“This combination of fast switching on and off will enable much lower switching losses for high-voltage power conversion, which is critically important for improving electrical efficiency,” Voss said. “This makes it especially well-suited for grid-level applications, where very large power levels need to be switched and converted. Beyond that, there is potential down the line for more compact devices for power conversion and control.”
Sampayan said in addition to efficient energy transfer in substations and power inverters, once reduced in scale, the devices could someday replace standard transistors and high-power switch modules in electronics due to their increased efficiency.
“You don’t have to build a high-voltage power device with this,” Sampayan said. “I can see this type of technology being simplified and put on a single chip, and the designer won’t know the difference between a light-controlled device such as this, or if it’s a standard junction transistor.”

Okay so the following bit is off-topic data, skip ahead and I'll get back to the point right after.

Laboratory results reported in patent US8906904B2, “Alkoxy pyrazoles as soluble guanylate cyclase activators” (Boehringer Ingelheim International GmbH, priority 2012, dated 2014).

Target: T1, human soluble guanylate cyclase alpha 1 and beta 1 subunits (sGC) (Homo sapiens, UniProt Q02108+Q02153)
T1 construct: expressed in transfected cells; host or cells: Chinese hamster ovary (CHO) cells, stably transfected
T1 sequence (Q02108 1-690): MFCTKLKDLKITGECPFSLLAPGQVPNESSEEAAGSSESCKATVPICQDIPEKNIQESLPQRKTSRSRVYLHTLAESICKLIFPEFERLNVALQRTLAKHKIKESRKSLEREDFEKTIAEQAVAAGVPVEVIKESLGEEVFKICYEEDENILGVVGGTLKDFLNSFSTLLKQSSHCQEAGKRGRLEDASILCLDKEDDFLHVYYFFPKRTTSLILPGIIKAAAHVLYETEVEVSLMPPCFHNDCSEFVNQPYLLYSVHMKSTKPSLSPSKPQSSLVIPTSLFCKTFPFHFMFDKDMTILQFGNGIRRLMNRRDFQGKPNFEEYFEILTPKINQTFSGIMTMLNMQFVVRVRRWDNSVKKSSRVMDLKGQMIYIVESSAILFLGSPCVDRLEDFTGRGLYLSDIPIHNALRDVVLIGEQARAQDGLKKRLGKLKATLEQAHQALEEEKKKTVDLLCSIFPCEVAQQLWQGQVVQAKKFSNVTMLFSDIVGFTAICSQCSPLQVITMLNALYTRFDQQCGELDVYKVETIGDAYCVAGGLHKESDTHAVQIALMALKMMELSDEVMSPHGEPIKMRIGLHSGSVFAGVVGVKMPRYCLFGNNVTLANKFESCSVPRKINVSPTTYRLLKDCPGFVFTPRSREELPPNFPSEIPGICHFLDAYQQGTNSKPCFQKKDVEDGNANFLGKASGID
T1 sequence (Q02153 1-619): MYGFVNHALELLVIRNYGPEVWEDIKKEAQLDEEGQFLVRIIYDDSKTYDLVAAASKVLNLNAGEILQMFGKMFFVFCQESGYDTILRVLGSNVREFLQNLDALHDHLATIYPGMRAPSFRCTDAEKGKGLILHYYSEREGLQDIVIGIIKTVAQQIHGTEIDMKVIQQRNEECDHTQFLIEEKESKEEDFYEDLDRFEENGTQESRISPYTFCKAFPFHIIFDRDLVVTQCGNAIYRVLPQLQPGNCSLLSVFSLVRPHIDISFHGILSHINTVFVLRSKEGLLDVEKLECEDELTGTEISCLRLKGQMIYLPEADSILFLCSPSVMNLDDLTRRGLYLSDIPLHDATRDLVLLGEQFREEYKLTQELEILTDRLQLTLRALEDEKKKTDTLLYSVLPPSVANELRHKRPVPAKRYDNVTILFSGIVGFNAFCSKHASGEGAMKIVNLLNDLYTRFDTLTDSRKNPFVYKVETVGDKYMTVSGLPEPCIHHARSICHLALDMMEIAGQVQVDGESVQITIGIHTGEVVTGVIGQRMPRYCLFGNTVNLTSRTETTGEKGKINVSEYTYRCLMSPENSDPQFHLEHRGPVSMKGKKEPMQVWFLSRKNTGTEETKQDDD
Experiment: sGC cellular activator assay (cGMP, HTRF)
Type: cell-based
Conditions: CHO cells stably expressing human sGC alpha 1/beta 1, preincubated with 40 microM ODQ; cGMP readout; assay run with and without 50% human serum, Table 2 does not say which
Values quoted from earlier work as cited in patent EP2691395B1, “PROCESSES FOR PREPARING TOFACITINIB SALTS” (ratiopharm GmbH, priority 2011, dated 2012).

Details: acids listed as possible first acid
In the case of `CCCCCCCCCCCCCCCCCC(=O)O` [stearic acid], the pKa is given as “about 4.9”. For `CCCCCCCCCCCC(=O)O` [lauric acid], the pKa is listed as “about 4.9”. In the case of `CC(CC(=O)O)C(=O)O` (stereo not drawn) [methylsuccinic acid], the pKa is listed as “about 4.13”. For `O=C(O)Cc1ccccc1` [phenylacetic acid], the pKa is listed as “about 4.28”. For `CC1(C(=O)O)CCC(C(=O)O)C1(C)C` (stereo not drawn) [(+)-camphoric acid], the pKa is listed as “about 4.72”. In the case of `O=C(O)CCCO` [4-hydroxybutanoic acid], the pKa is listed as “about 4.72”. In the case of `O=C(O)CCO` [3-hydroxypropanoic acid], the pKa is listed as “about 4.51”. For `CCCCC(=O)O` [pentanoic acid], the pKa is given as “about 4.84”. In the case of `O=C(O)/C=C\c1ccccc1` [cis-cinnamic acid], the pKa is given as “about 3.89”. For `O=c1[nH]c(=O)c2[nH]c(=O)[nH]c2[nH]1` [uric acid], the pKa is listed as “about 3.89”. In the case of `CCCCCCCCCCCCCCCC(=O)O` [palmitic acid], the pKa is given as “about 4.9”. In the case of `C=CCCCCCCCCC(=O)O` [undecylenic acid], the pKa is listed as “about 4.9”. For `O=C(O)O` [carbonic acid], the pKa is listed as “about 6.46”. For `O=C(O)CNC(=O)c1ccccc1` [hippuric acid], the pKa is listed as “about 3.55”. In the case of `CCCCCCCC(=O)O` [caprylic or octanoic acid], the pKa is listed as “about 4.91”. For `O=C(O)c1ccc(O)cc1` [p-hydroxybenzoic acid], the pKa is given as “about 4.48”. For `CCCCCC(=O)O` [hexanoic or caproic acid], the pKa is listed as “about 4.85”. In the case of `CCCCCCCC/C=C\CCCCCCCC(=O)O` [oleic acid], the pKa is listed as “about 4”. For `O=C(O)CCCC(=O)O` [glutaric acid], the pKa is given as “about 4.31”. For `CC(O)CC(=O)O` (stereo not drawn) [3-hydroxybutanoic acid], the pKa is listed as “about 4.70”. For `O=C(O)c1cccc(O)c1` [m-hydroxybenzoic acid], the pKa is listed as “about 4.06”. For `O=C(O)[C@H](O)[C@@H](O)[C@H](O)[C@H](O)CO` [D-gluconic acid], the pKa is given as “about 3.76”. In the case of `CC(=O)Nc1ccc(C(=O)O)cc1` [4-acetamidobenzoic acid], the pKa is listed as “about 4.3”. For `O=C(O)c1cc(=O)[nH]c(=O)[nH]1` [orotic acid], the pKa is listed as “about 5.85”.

Voss said his team is pursuing more efficient silicon carbide devices and building systems for a variety of applications to improve performance while maintaining reliability. They also have begun looking at the next generation of materials and ultrawide-bandgap semiconductors such as diamond, to enable even better performance.
Co-authors include: LLNL scientists and engineers Adam Conway, Mihail Bora, George Caporaso, Li-Fang Wang and Hoang Nguyen; Ian Booker, formerly of Kyoto University in Japan; Kristin Sampayan of Opcondys; Vytautas Grivickas, Mikas Vengris and Kipras Redeckas of Vilnius University in Lithuania; and Adolf Schöner of Ascatron II-VI AB in Sweden.